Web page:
GSP Educators

Veda Sunassee
Director of GSP 2012

Mauritius 

Veda Sunassee joined African Leadership Academy (ALA) in 2010 as a Princeton-in-Africa fellow. He majored with a degree in Political Science and Political Economy from Princeton University though he spent his first two years of college studying Mechanical & Aerospace engineering. Veda also has a deep passion for entrepreneurship, a field that he explored during a sabbatical from Princeton following his sophomore year when he journeyed back to his village, St. Julien D’Hotman, on the tiny Indian Ocean island of Mauritius.

There, he was inspired to form the Young Volunteers Association (YVA) in an effort to promote civic engagement. Veda also spent a summer at Ashoka (one of the world’s leading social entrepreneur organization)’s global office in Washington D.C., where he helped supervise a Baltimore-based project that converted some of the city’s most troubled alleys from crime scenes into green community spaces. At Princeton, Veda co-founded the Princeton Social Entrepreneurship Initiative (SEI), which seeks to create an environment where every student can become a catalyst for social change by weaving leadership, entrepreneurship, design, and transformative thinking into the fabric of the Princeton experience. Through SEI, Veda created the first ever social entrepreneurship track for TigerLaunch, an annual business plan competition organized by the student-run Princeton Entrepreneurship Club. Veda also co-founded the I3 Award that recognizes inspirational, innovative and impactful entrepreneurs.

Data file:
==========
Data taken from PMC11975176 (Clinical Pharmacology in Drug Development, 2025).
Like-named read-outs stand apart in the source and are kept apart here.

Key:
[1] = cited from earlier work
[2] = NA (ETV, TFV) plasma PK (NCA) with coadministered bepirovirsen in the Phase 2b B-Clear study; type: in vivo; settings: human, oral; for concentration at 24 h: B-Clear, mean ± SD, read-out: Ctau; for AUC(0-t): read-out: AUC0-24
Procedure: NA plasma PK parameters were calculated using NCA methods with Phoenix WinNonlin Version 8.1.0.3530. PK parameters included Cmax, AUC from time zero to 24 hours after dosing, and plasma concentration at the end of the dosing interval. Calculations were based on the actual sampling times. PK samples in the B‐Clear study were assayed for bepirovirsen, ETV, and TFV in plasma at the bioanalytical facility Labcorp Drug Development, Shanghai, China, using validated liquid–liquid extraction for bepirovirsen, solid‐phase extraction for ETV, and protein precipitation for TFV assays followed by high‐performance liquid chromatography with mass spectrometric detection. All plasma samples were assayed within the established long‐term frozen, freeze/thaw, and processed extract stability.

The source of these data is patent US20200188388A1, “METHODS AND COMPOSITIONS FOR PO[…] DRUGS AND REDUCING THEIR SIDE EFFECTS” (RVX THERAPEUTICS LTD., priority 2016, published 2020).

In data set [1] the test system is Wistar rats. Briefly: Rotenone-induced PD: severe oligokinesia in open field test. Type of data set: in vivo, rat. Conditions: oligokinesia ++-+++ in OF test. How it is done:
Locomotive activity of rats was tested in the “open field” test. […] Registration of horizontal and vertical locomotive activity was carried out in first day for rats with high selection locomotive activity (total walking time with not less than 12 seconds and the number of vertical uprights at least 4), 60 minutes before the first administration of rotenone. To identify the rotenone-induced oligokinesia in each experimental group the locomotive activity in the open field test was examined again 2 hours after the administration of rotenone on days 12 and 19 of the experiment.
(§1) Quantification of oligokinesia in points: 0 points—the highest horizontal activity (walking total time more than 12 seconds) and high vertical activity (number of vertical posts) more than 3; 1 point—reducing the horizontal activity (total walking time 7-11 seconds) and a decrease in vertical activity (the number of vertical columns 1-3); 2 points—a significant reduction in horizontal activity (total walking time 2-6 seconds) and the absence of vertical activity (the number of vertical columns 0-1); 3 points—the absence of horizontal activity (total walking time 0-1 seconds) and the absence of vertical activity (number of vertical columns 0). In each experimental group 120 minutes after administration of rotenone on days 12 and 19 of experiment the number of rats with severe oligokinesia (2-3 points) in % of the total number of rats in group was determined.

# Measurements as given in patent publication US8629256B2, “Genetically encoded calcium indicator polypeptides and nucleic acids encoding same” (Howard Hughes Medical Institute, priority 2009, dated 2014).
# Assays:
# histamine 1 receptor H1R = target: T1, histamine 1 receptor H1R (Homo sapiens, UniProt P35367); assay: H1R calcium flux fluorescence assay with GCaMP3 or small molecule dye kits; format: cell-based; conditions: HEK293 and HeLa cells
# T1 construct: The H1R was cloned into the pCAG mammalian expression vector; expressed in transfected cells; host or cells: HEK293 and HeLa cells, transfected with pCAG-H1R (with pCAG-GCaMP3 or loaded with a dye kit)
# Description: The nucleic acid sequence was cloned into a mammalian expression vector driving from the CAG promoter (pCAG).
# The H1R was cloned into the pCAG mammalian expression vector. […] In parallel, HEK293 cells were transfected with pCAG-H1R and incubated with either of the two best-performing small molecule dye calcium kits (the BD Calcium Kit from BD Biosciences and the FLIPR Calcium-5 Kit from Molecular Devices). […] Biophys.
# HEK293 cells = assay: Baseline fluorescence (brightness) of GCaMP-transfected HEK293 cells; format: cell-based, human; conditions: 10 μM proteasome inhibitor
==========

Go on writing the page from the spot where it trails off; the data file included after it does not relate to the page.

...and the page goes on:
At ALA, Veda is a faculty member of the Entrepreneurial Leadership department. He considers it a real privilege and treat to coach some of the most brilliant minds from all across Africa.

Quote from Veda: “I do not teach, I only facilitate my students’ learning.

Segun Olagunju
Assistant Director of GSP 2012

 USA

Mr. Olagunju is a graduate of the Kenan-Flagler School of Business and the Leadership Development Program for BB&T, one of the ten largest bank holding groups in America. This along with his experience as a national fellow for Campus Crusade for Christ International have shaped in him a life-long commitment to practice value-focused, sustainable leadership. In his previous post, Mr. O, as he is often known on campus, executed the turn-around of Operation HOPE’s Banking on Our Future financial education program in Washington, DC – a 300-person volunteer organization that now trains over 5,000 young people each year. While in D.C. he also helped found the Greater Washington Jump$tart Coalition a group devoted to the collaborative effort of making every young person in D.C. financially literate.

As Head of Leadership, Segun directs all the student-facing programs of the Leadership & Entrepreneurship curriculum.  He also relishes the privilege of teaching our future leaders. He is adept and skilled in his role as an educator in the field of leadership development. He brings to his work an appreciation and understanding of the experiential nature of learning leadership as well as the value of individual coaching. Drawing on his experience in the nonprofit sector as well as his business school education, Segun has helped solidify and advance the leadership curriculum to the 200 students at ALA.

Mr. O is driven to leverage his corporate and non-profit management experience to drive win-win relationships that improve the quality of life for as many as possible; this is accomplished by creating, communicating and executing purpose-driven strategies.

Quote from Mr. O: “We are not here to be comfortable, We are here to be challenged to change.

 

Sheila Agiti
Director of GSP Community Service Project

Ghana